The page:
Disability

Toxic talk: Trying to lip read in China

Woman wearing a face mask in China Image copyright Getty Images

There are many challenges to overcome when moving to another country. Laura Gillhespy reveals the sometimes unexpected hurdles she faced as a law intern with a hearing impairment when she moved to China's capital, Beijing.

It is common amongst expats to say "bad China day" when everything seems to be going wrong - like high pollution, crowded public transport and admitting defeat when you are unable to communicate - but everyday challenges are often amplified when you have a disability.

I have a type of hearing loss which makes it difficult to hear high frequency tones, and rely on hearing aids and lip-reading to communicate. That system was tested when I moved to Beijing.

My mother was initially shocked when I announced I was applying for opportunities overseas. I had never previously expressed a desire to travel, but during my law degree I became interested in international law and applied for an internship with the British Council and CRCC, an organisation which supports internships, to work on employment regulations.

Image copyright Laura Gillhespy
Image caption Laura Gillhespy on the Great Wall of China

I was quietly worried about being so far away from my support network and meeting many strangers of different nationalities and accents. But thrust into busy Beijing life I was amazed how independent I became, exploring the city and country alike. My major concerns were quickly quashed but other, unanticipated, challenges arose.

Before leaving for Asia I had seen pictures of people in front of a dimmed Tiananmen Square wearing face masks to protect themselves against pollution. It had never occurred to me that this would prevent me from seeing people's lips moving.

Most days, the city's pollution levels would be high and the majority of people chose to wear a mask to save them breathing in toxic fumes. It meant I had to ask people to remove their masks if they wanted to talk with me, which was often initially met with looks of confusion.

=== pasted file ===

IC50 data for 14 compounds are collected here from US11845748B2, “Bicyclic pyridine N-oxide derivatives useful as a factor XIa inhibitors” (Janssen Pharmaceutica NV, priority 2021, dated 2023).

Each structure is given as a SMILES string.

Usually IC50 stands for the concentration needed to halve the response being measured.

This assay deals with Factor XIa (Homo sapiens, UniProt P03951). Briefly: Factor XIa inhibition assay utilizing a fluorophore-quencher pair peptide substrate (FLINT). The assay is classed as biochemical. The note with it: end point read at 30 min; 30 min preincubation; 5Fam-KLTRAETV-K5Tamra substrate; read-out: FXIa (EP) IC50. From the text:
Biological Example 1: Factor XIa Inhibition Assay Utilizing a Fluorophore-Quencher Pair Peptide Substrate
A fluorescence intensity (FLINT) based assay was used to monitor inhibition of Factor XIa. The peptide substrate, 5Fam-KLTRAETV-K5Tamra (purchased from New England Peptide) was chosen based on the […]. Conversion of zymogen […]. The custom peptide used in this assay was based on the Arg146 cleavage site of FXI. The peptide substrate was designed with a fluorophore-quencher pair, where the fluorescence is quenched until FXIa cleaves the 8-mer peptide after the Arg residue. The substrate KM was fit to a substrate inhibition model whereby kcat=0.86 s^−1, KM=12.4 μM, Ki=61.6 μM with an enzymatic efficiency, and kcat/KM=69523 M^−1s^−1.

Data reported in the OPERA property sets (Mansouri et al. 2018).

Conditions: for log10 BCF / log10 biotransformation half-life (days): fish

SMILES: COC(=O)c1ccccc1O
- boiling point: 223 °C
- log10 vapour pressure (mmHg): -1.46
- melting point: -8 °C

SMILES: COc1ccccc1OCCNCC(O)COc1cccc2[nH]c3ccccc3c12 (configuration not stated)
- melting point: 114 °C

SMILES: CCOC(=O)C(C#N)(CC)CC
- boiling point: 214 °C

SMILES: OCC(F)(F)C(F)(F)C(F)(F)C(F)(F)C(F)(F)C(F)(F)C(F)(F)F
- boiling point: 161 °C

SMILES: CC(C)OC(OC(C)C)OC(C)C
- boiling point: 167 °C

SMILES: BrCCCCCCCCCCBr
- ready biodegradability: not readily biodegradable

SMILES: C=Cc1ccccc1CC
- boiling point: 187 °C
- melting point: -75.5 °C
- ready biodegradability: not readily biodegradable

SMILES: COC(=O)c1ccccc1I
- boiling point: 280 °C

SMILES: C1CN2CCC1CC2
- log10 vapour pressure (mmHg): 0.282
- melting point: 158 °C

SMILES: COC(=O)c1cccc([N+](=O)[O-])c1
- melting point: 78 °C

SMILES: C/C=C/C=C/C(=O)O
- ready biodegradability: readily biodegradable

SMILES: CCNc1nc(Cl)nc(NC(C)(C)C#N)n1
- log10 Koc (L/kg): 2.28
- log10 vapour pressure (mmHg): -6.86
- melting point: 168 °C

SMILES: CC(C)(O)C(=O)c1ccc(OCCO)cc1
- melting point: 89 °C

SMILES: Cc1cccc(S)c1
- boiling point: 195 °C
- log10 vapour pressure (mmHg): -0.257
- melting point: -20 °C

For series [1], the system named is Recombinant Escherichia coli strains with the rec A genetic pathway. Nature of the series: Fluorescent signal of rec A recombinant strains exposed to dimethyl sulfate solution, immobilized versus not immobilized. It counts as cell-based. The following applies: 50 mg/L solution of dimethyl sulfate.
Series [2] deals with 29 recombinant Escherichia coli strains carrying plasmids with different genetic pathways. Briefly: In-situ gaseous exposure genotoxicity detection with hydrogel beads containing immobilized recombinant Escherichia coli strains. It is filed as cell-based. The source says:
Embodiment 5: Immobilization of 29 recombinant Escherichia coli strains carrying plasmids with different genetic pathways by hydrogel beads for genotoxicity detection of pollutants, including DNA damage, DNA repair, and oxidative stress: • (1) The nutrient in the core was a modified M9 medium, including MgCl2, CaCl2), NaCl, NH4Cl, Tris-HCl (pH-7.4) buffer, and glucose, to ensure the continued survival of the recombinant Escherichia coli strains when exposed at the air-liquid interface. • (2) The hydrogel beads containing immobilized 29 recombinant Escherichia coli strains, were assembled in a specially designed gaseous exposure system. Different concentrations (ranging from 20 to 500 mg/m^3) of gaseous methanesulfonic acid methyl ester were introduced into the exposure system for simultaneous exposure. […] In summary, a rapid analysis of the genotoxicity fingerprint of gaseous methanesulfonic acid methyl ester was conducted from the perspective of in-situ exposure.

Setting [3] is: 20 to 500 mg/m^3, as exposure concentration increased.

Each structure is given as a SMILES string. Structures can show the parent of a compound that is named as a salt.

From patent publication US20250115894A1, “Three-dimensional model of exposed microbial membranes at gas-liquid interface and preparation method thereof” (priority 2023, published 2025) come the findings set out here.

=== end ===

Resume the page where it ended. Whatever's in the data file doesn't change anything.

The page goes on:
Language is of course a barrier many expats face. For natives with a hearing impairment China has a well-established sign language system, but much like Chinese, it was unfamiliar to me and vastly different to British Sign Language.

The internship helpfully provided me with Mandarin lessons, although I had to establish my own technique to learn the language. Among other things I wrote down words and pronunciations while drawing comparisons with English words which sounded similar so I could make the correct shapes with my mouth.

Image copyright Getty Images
Image caption A mother poses with her baby in Tiananmen Square

An additional challenge is that in Chinese the same word can have several meanings denoted by four tones - up, down, flat or dipping the sound - which I can't hear so I really have to concentrate on the context surrounding the word.

During our weekly sessions my teacher confessed she had been apprehensive about having me as a pupil saying: "You are the first person with a disability I have met."

I discovered her response was not unusual and found it's hard for some Chinese people to accept an invisible disability. Maybe this is because many disabled people are educated separately, so those at mainstream schools may have little or no contact with someone with disabilities and remain uncertain or shy about interacting with them.

In the workplace there have been occasions when I needed to explain away what could be perceived as inappropriate questions from colleagues who were curious but ill-informed about my hearing loss, bringing to light some cultural differences.